Cerebral blood flow in Alzheimer's disease

Authors: Roher AE, Debbins JP, Malek-Ahmadi M, Chen K, Pipe JG, Maze S, Belden C, Maarouf CL, Thiyyagura P, Mo H, Hunter JM, Kokjohn TA, Walker DG, Kruchowsky JC, Belohlavek M, Sabbagh MN, Beach TG.

BACKGROUND: Alzheimer's disease (AD) dementia is a consequence of heterogeneous and complex interactions of age-related neurodegeneration and vascular-associated pathologies. Evidence has accumulated that there is increased atherosclerosis/arteriosclerosis of the intracranial arteries in AD and that this may be additive or synergistic with respect to the generation of hypoxia/ischemia and cognitive dysfunction. The effectiveness of pharmacologic therapies and lifestyle modification in reducing cardiovascular disease has prompted a reconsideration of the roles that cardiovascular disease and cerebrovascular function play in the pathogenesis of dementia.
METHODS: Using two-dimensional phase-contrast magnetic resonance imaging, we quantified cerebral blood flow within the internal carotid, basilar, and middle cerebral arteries in a group of individuals with mild to moderate AD (n = 8) and compared the results with those from a group of age-matched nondemented control (NDC) subjects (n = 9). Clinical and psychometric testing was performed on all individuals, as well as obtaining their magnetic resonance imaging-based hippocampal volumes.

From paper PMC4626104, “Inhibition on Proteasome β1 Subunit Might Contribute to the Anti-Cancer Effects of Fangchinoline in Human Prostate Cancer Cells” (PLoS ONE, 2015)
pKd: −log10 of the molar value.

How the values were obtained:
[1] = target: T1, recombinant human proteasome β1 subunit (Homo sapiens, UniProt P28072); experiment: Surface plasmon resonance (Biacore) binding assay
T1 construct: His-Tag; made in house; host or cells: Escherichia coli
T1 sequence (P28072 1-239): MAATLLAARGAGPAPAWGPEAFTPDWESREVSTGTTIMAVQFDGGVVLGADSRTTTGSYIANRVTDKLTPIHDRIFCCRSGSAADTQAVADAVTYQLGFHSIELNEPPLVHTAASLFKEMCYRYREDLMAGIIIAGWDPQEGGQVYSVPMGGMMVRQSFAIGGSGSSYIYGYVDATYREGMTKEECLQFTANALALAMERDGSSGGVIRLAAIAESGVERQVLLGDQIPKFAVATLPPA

RESULTS: Our experiments reveal that total cerebral blood flow was 20% lower in the AD group than in the NDC group, and that these values were directly correlated with pulse pressure and cognitive measures. The AD group had a significantly lower pulse pressure (mean AD 48, mean NDC 71; P = 0.0004). A significant group difference was also observed in their hippocampal volumes. Composite z-scores for clinical, psychometric, hippocampal volume, and hemodynamic data differed between the AD and NDC subjects, with values in the former being significantly lower (t = 12.00, df = 1, P = 0.001) than in the latter.
CONCLUSION: These results indicate an association between brain hypoperfusion and the dementia of AD. Cardiovascular disease combined with brain hypoperfusion may participate in the pathogenesis/pathophysiology of neurodegenerative diseases. Future longitudinal and larger-scale confirmatory investigations measuring multidomain parameters are warranted.